After we reached the other terminal, we had to go through yet another security to get to the ticket counter. Which was way across the airport. We had like half an hour to get our boarding passes (which I misinterpreted in thinking we had half an hour to get on the plane, so I was really panicking), and when Ian and I got to the counter, the man said all the people who were boarding needed to be present with their passports. I had my parents passports, but not my parents because my father was in much pain by this point. Ian went to fetch them, and my mom had started walking in our direction, so she approached first. My father, assisted by Ian, took much longer, but we finally got our boarding passes with roughly a half-hour to go.
It was a shit-show, and it was made more difficult by the fact that my mother just wouldn’t stop trying to make things better. I recognize this impulse in myself, and I wasn’t above reproach, either. In fact, Ian was the only one who was right the whole time during this ordeal, and we didn’t pay enough attention to him. My tendency is to get tunnel vision, focusing on the problem at hand, and not seeing the bigger picture. I get it from my mother, and it irritates me the hell when she does it. You’d think I’d learn from that, but instead, I simply double down on my own stubbornness. I’ve told Ian more than once that stubbornness is a family trait, and while I’m not proud of it, it’s definitely there.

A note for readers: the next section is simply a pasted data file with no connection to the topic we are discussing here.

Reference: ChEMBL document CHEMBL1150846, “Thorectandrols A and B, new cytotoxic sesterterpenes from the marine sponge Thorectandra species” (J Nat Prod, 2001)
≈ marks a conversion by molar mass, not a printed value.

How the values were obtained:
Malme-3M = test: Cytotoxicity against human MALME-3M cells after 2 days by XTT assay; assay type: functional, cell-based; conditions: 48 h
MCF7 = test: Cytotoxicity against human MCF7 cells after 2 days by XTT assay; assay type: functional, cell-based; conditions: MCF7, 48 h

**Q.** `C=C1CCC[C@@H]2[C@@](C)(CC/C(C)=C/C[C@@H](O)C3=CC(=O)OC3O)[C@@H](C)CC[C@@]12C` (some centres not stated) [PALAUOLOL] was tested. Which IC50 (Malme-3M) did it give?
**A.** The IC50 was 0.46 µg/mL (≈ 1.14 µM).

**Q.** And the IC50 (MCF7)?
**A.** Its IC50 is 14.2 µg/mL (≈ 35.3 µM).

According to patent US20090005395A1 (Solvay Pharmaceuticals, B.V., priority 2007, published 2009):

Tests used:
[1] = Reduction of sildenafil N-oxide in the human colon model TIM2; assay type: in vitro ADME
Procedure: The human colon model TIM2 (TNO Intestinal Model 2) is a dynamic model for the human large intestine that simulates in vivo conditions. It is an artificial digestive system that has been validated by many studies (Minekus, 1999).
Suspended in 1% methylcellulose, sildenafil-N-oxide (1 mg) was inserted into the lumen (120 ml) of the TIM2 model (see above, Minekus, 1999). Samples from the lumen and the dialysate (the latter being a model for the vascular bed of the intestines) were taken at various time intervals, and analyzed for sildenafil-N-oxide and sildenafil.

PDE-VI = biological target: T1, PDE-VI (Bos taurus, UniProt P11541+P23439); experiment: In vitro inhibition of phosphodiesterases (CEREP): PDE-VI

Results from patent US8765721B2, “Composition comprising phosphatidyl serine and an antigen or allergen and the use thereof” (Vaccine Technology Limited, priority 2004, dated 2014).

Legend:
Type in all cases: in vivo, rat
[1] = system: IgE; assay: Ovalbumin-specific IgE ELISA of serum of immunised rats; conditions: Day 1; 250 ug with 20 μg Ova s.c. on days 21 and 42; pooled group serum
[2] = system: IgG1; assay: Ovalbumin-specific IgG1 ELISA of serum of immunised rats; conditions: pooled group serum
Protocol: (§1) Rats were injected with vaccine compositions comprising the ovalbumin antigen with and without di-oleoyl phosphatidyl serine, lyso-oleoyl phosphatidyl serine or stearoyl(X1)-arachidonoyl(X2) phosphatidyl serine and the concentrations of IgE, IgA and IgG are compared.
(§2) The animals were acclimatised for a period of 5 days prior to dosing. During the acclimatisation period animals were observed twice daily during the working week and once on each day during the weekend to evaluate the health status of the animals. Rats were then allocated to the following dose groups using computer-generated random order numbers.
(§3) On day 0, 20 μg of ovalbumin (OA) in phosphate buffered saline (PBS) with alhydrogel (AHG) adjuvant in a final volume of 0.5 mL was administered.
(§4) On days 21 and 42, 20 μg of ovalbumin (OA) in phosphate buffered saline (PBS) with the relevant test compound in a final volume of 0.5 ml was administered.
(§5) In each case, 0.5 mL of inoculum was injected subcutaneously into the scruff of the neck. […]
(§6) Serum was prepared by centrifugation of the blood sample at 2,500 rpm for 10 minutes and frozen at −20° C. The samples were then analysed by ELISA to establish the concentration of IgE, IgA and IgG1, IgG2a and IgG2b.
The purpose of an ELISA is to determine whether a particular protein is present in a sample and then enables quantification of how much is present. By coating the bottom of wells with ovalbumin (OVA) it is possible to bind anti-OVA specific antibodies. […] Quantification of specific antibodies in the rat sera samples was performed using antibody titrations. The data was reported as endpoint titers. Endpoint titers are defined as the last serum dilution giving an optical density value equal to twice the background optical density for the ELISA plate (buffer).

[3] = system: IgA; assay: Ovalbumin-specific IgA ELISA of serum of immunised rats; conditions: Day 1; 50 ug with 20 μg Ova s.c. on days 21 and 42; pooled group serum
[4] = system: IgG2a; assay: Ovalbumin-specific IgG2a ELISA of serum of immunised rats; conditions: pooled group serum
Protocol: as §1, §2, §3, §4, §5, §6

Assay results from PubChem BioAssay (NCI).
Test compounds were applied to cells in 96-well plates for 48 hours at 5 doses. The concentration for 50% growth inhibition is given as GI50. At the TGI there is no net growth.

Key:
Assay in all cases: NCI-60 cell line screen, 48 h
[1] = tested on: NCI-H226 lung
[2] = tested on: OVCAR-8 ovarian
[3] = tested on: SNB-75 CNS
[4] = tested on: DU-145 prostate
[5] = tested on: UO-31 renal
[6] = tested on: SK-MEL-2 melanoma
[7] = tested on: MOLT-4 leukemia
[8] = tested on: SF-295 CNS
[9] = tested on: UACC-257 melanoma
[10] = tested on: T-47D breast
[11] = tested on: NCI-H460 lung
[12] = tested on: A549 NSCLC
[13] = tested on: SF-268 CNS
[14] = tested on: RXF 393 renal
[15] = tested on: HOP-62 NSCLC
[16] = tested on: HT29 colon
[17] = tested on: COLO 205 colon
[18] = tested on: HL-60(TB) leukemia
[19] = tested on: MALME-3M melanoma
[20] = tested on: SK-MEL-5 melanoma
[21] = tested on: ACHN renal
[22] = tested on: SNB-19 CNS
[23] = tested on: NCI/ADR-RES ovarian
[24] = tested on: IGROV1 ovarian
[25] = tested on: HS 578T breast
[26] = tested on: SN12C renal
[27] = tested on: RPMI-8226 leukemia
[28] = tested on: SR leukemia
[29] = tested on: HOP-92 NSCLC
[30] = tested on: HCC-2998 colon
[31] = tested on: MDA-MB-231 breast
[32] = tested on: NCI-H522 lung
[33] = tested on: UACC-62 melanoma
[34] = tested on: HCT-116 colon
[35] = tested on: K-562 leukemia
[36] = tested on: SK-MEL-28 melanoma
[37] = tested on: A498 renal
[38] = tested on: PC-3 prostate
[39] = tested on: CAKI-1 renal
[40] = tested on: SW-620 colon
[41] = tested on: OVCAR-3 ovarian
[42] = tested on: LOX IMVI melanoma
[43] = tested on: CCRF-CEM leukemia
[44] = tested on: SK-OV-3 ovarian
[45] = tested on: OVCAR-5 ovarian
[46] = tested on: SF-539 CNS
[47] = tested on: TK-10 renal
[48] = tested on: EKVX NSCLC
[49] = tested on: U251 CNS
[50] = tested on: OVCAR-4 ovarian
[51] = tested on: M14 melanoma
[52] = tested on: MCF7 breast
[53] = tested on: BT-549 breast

In addition, spending a lot of time with my family makes me regress to how I was when I was a child. Not completely, and I’m doing better than I have in the past, but I’m still short-tempered, and I have no room for grace for my parents. Ian commented that I shut my parents down quick. He said he understood why given my past, but I don’t think he can truly understand when he hasn’t gone through the craziness that was my childhood. With my father, I wasn’t allowed to have any opinions. I learned to swallow what I thought, and I still do it to some extent now with my emotions. I don’t talk about them at all, but with other opinions/facts? I don’t hesitate to express them. I know I’ve gone too far in the other direction, but it’s hard not to feel like I need to assert myself. I know arguing with my father is futile. I know he won’t care nor remember what I say. I still find myself arguing because it infuriates me how confidently he states a blatantly wrong opinion. Or rather, something he thinks is a fact but isn’t. I feel like I’m killing myself when I swallow my tongue, and while I know that’s not the healthiest response, it’s where I’m at right now.